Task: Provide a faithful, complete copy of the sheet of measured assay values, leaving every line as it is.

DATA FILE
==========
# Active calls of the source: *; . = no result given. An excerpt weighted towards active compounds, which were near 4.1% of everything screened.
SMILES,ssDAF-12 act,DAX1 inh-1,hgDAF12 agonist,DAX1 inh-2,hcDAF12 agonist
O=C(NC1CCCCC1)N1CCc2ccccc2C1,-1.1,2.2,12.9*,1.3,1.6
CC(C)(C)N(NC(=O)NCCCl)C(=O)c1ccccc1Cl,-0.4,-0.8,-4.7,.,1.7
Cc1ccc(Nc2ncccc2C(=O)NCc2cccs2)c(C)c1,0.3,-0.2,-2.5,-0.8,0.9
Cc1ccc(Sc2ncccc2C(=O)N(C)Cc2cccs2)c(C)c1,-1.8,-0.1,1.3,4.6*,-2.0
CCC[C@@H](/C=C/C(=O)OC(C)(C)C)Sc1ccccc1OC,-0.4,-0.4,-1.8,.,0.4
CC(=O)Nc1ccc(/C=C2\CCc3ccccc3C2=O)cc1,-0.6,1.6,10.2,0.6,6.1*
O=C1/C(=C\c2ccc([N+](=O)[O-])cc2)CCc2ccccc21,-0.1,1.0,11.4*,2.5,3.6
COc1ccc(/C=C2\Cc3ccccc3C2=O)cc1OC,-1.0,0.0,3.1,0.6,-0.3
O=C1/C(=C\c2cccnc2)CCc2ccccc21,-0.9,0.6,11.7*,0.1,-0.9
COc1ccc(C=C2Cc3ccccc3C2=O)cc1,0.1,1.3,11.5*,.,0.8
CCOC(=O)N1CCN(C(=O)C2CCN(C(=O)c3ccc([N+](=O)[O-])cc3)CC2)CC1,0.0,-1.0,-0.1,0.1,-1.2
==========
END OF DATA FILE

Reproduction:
# Active calls of the source: *; . = no result given. An excerpt weighted towards active compounds, which were near 4.1% of everything screened.
SMILES,ssDAF-12 act,DAX1 inh-1,hgDAF12 agonist,DAX1 inh-2,hcDAF12 agonist
O=C(NC1CCCCC1)N1CCc2ccccc2C1,-1.1,2.2,12.9*,1.3,1.6
CC(C)(C)N(NC(=O)NCCCl)C(=O)c1ccccc1Cl,-0.4,-0.8,-4.7,.,1.7
Cc1ccc(Nc2ncccc2C(=O)NCc2cccs2)c(C)c1,0.3,-0.2,-2.5,-0.8,0.9
Cc1ccc(Sc2ncccc2C(=O)N(C)Cc2cccs2)c(C)c1,-1.8,-0.1,1.3,4.6*,-2.0
CCC[C@@H](/C=C/C(=O)OC(C)(C)C)Sc1ccccc1OC,-0.4,-0.4,-1.8,.,0.4
CC(=O)Nc1ccc(/C=C2\CCc3ccccc3C2=O)cc1,-0.6,1.6,10.2,0.6,6.1*
O=C1/C(=C\c2ccc([N+](=O)[O-])cc2)CCc2ccccc21,-0.1,1.0,11.4*,2.5,3.6
COc1ccc(/C=C2\Cc3ccccc3C2=O)cc1OC,-1.0,0.0,3.1,0.6,-0.3
O=C1/C(=C\c2cccnc2)CCc2ccccc21,-0.9,0.6,11.7*,0.1,-0.9
COc1ccc(C=C2Cc3ccccc3C2=O)cc1,0.1,1.3,11.5*,.,0.8
CCOC(=O)N1CCN(C(=O)C2CCN(C(=O)c3ccc([N+](=O)[O-])cc3)CC2)CC1,0.0,-1.0,-0.1,0.1,-1.2